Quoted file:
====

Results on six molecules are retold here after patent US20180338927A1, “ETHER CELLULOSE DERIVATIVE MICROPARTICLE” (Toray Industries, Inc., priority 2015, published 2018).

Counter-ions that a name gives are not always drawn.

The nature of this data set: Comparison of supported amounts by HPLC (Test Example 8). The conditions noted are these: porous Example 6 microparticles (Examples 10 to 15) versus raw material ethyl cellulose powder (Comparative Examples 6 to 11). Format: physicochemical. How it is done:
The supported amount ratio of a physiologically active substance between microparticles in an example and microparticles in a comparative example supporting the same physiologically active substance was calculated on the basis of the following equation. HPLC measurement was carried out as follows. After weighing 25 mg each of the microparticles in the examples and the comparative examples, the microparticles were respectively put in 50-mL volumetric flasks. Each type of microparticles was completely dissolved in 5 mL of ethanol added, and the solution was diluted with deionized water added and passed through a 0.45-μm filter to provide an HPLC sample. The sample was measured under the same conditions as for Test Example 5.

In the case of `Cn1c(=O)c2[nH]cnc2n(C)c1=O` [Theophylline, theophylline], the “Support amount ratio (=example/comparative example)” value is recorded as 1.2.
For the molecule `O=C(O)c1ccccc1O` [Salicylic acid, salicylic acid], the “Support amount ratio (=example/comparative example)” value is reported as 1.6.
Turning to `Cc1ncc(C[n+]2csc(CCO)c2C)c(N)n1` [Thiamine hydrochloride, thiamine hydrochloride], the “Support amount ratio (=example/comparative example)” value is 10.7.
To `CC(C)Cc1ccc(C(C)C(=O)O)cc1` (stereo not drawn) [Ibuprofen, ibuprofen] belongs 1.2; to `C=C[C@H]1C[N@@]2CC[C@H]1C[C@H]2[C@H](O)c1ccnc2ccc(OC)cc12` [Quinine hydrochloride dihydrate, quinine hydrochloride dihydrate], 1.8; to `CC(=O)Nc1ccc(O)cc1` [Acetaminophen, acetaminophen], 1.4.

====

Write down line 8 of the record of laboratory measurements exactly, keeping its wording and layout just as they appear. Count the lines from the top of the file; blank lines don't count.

To `CC(C)Cc1ccc(C(C)C(=O)O)cc1` (stereo not drawn) [Ibuprofen, ibuprofen] belongs 1.2; to `C=C[C@H]1C[N@@]2CC[C@H]1C[C@H]2[C@H](O)c1ccnc2ccc(OC)cc12` [Quinine hydrochloride dihydrate, quinine hydrochloride dihydrate], 1.8; to `CC(=O)Nc1ccc(O)cc1` [Acetaminophen, acetaminophen], 1.4.